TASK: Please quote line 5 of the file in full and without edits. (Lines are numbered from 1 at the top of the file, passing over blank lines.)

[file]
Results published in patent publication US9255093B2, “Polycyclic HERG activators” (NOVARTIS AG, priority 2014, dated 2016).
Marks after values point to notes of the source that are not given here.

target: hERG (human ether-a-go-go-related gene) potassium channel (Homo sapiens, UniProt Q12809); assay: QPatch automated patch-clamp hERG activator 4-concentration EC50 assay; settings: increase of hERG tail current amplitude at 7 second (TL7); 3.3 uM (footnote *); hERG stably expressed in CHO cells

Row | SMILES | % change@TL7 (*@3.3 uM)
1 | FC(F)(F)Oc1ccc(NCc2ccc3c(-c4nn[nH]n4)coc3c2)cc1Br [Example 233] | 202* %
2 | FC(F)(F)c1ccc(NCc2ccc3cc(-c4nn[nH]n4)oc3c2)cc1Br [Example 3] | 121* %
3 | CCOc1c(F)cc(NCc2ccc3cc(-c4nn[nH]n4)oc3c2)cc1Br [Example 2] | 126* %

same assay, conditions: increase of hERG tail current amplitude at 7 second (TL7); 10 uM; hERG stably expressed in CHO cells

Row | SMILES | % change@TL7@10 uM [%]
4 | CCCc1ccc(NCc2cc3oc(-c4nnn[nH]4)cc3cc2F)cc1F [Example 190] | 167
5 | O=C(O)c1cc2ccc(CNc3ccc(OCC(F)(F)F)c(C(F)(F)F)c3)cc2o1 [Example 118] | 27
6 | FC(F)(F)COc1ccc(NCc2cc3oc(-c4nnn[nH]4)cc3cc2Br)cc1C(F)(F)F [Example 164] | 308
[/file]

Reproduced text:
1 | FC(F)(F)Oc1ccc(NCc2ccc3c(-c4nn[nH]n4)coc3c2)cc1Br [Example 233] | 202* %